Standing orders made mandatory for IT, BT firms

The exemption granted to information and biotechnology (IT and BT) companies from standing orders on harassment of employees under the Industrial Act, 1946 has been withdrawn.

Karnataka State Women’s Commission chairperson C Manjula said here on Tuesday that a survey found that services of women employees in IT companies were being terminated on flimsy grounds, without giving an opportunity to defend themselves. Taking note of the findings, the Commission had recommended the government to bring the IT firms under the purview of standing orders to check the harassment of women employees, she said.

“Being a monitoring body, the Commission has no statutory authority to punish those found guilty of harassing women. Hence we have sought more powers,” Manjula said.

Referring to the alleged harassment of Sarita, a research scholar, by a professor in University of Mysore, Manjula said certain lacunae in the Karnataka State Universities Act, 2000, allow the Syndicate to circumvent legal provisions and shield the guilty.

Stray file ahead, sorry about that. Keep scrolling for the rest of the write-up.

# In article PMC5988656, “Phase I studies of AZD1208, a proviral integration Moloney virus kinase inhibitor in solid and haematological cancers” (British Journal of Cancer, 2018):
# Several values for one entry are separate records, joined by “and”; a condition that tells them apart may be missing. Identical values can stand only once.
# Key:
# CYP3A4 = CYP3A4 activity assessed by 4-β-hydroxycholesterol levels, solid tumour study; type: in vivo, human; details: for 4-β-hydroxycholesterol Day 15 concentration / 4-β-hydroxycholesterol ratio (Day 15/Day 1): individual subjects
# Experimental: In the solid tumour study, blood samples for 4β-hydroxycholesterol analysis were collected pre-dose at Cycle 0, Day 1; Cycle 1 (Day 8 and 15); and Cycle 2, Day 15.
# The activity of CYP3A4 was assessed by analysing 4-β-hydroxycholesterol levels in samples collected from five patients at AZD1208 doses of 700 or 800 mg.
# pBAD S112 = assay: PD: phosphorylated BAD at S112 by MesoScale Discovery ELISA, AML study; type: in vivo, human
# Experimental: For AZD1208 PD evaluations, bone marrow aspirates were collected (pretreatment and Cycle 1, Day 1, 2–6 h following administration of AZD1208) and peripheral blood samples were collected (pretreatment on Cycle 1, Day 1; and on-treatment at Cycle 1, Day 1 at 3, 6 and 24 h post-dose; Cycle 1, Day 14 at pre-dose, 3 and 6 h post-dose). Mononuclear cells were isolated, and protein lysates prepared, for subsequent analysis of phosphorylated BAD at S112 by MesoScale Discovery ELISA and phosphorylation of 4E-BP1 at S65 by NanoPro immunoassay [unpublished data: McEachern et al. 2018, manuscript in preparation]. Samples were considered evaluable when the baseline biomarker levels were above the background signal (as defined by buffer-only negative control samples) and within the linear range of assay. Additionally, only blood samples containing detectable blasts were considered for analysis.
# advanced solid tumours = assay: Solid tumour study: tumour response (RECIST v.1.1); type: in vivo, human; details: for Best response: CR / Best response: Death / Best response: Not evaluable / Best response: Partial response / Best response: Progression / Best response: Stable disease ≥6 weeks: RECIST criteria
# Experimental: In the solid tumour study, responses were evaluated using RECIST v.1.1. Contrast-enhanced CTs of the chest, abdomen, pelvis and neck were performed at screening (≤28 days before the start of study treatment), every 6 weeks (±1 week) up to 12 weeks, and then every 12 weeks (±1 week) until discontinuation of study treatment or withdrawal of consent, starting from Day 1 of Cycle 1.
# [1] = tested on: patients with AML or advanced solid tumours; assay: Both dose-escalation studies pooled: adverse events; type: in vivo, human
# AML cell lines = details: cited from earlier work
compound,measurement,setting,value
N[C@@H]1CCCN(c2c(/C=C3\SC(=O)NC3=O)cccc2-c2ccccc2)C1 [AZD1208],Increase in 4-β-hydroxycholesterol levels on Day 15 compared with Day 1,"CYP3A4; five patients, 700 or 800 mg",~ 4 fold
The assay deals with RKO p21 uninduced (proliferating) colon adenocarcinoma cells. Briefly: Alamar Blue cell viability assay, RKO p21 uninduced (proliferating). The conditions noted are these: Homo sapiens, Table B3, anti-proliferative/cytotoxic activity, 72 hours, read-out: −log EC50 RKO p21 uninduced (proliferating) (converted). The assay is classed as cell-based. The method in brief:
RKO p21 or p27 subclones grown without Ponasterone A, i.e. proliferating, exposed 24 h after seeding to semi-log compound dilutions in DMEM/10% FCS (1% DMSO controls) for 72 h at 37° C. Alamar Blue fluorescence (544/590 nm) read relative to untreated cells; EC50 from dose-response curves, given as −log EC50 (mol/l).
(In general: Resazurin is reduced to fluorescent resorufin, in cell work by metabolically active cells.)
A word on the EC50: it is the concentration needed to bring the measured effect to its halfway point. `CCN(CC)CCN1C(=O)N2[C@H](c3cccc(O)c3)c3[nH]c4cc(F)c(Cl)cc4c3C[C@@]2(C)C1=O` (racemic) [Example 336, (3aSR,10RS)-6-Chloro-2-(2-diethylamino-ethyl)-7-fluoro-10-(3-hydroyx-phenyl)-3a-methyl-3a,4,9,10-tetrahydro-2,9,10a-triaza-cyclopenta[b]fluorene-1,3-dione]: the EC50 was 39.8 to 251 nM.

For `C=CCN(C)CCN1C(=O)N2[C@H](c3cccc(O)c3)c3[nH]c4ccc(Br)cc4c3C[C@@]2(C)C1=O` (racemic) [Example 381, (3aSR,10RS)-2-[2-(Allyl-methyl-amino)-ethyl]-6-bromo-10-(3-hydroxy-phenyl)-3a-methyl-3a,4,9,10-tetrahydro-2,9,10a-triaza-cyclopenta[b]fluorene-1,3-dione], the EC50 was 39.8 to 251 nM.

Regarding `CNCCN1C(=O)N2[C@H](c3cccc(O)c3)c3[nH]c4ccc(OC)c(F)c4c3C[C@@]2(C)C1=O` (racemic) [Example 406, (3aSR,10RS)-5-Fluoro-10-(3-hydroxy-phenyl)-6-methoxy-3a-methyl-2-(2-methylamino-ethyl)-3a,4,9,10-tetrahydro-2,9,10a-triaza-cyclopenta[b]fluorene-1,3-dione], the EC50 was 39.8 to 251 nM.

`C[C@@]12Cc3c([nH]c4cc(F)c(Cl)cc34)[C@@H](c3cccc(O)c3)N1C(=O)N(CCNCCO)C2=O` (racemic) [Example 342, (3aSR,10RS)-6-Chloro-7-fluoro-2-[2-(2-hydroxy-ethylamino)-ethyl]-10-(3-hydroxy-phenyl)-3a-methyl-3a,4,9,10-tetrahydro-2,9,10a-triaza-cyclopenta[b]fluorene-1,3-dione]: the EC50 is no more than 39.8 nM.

The Syndicate, a penal authority under the Act, was divided on punishing the accused professor. It also overruled the recommendations of the Commission, Manjula said.

According to a survey, Manjula said, domestic violence, love affair and academic pressure were the principal reasons driving women to run away from home. She termed honour killings in Mandya, Mysore and Ramanagar districts as a new phenomenon in the State.

On the allegations that she had been inactive as the chairperson of the Commission, Manjula said a section of the people was engaged in a false propaganda against her for cheap publicity. She said she had not restricted herself to Bangalore but had been touring the State.

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